I’m delighted to introduce my first guest blog, on the challenges of charity shop shopping in the States, written by my friend, Lynette, who is the successful writer of not one but two blogs! Read all about her and get to her blogs in her bio below. We met on Twitter, btw! Enjoy the post and do comment – I know I will!
Why I Seldom Shop for Clothes in Thrift Stores
Though I love fashion, I confess that I dislike shopping. That might explain why I’m not a very good thrift store shopper when it comes to buying clothes. I like to get into and out of stores pretty quickly, which I can do very nicely at nationwide discount chains such as TJMaxx, and outlet versions of upscale stores like Talbots.
My real preference is buying my clothes on sale at lovely little boutiques, where the knowledgeable women who work there hand you the colors you want and the sizes you need, as well as show you items and accessories to compliment whatever it is you’re trying on, like this coral top and decorative cardigan. They’re not really a twin set, but they’re close enough pass for one.
Still, I know I’m not saving as much money at these places as I would at a thrift shop. Until she died in 2012, every spring and fall I used to drive my mother-in-law (queen of frugal shopping), to yard, garage, and estate sales. We loved large rummage events hosted by local churches, especially those in affluent towns nears ours. I might have to search through a ton of preppy styles (pink and light green masculine-looking shirts), but how could I lose when every bag I filled with clothes came to only $5.00?
At that price, I didn’t mind if only one of all the items in my bag turned out to be something I wanted to keep after I got it home. Take a look at this soft wool Ann Freedberg jacket below that I scrunched into one of those shopping bags.
On my own in a thrift shop, I might find 4 or 5 items to try on. If none seems quite right, I have to don my own clothes again, replace the rejects on a rack that seems — and, in giant shops, sometimes is — the equivalent of a city block away, then make some other choices to schlep back to the dressing room. When that second round of goods doesn’t fit, I’m outta there.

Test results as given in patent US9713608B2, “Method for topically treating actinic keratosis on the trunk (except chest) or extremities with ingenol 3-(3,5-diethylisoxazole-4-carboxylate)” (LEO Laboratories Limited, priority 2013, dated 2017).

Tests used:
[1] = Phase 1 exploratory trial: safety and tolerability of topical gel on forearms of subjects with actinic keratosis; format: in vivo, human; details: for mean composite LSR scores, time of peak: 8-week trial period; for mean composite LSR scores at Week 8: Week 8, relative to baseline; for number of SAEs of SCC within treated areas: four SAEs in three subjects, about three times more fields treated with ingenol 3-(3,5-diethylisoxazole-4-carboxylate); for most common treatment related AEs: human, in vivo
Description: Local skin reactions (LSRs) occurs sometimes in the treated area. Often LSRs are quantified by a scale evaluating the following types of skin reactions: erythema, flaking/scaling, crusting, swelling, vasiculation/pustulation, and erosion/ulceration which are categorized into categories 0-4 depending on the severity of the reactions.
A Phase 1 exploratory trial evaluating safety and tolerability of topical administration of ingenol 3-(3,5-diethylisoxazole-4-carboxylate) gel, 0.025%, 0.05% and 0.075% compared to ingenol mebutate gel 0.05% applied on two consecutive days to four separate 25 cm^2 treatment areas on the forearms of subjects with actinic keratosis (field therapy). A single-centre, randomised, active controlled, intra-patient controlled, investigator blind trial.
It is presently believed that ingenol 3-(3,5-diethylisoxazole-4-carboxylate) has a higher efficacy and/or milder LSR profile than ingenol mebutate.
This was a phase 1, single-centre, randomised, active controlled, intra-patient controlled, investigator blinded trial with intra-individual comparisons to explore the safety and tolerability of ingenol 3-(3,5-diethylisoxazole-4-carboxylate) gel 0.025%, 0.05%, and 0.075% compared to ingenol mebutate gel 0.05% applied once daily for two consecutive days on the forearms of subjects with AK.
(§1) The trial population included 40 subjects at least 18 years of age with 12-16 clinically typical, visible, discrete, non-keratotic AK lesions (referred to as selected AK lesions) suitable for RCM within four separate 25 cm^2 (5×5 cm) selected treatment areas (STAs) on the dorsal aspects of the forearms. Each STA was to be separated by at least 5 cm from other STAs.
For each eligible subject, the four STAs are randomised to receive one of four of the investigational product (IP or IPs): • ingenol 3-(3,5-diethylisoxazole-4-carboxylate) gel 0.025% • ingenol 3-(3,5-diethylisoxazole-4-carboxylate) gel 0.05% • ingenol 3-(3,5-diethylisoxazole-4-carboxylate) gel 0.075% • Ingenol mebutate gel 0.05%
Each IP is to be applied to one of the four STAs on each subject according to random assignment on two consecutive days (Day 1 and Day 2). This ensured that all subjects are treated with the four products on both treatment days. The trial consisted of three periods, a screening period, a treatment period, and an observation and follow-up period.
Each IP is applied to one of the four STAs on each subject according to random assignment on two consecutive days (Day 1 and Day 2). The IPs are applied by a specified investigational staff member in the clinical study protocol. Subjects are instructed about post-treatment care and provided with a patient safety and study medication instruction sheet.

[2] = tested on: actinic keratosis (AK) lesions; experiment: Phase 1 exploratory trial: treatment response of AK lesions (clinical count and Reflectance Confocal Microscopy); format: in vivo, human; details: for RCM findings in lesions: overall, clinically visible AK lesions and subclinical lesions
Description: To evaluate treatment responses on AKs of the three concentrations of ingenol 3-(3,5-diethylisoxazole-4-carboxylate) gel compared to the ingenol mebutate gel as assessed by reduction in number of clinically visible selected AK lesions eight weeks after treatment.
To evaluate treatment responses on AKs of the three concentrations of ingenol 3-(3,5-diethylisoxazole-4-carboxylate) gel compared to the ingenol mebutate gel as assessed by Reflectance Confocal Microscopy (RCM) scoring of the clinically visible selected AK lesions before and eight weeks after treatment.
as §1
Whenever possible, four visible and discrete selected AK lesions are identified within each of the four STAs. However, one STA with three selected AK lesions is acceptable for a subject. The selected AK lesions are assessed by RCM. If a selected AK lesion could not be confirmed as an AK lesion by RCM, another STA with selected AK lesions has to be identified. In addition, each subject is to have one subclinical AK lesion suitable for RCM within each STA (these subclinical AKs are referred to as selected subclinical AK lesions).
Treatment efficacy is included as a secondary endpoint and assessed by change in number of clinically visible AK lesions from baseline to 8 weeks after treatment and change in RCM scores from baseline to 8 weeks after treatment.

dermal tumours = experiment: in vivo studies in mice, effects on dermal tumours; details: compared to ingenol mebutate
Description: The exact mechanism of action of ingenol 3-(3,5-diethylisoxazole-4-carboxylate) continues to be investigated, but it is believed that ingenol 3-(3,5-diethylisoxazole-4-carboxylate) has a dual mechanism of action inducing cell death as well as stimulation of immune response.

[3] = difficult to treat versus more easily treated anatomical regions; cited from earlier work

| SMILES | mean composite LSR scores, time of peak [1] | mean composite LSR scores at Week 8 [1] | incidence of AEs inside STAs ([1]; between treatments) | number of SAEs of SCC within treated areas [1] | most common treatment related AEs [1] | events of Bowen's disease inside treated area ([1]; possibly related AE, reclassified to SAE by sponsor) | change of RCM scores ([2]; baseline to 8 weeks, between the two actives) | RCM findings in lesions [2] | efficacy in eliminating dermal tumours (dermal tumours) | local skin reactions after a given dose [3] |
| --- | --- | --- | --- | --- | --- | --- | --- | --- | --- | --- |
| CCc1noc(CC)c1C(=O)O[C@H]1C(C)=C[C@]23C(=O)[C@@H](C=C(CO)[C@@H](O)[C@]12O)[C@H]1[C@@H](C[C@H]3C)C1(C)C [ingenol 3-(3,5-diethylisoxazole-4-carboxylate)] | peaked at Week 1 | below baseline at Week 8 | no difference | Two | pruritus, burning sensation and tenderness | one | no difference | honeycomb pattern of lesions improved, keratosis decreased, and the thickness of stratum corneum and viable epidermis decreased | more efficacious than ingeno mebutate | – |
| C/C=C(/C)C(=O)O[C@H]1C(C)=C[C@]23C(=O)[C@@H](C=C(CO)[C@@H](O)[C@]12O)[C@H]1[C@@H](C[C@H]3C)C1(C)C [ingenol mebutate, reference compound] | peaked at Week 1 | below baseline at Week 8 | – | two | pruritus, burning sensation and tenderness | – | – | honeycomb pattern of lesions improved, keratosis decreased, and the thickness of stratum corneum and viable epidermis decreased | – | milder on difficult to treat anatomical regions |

Recently my husband and I went to very large Goodwill store. I had high hopes because a well-dressed friend of mine said she shops there. Actually, I wouldn’t have been surprised to find some of my own cast-offs there, since I send Goodwill my excess items.
Masses of clothes were on display: coats, jackets, suits, dresses, shoes. Tops and bottoms. Since I can never have enough sleeveless tops to accommodate my hot flashes, I began my search there, among the hundreds of tops, all neatly lined up on hangers. They were organized by color. Any time I selected a nice yellow or turquoise or pale pink one, it was the wrong size. This happened over and over, but I managed to find enough to put in my cart.
I went on to slacks. Grey, black, brown, tan, russet, white. Since they, too, were organized by color, rather than size, each time I saw a pair I liked, I had to wrestle it off its hanger to find the size. In these stores, there is only one of an item, so if the size 8 slacks my heart desires don’t fit, I’m unlikely to find a 6 or a 10 to try. At Goodwill, nothing I liked fitted me properly. I found the whole effort discouraging and exhausting.
I need Penny’s Frugal Fashion blog to provide a tutorial on thrift shop shopping! In the meantime, if there’s any guidance her readers can offer me I hope they’ll make it available in a comment.
All the same, thrift stores or discounts and sales at regular stores — does it really matter? Since I enjoy being stylishly dressed, I’m usually just hoping to get what I want at the best prices available that day.
Lynette Benton, a published writer and writing instructor, hopes you’ll visit and chime in at her blog, Stylish Ole Woman.
Her other blog, Tools and Tactics for Writers, was named one of the Best 100 Blogs for Writers—2014.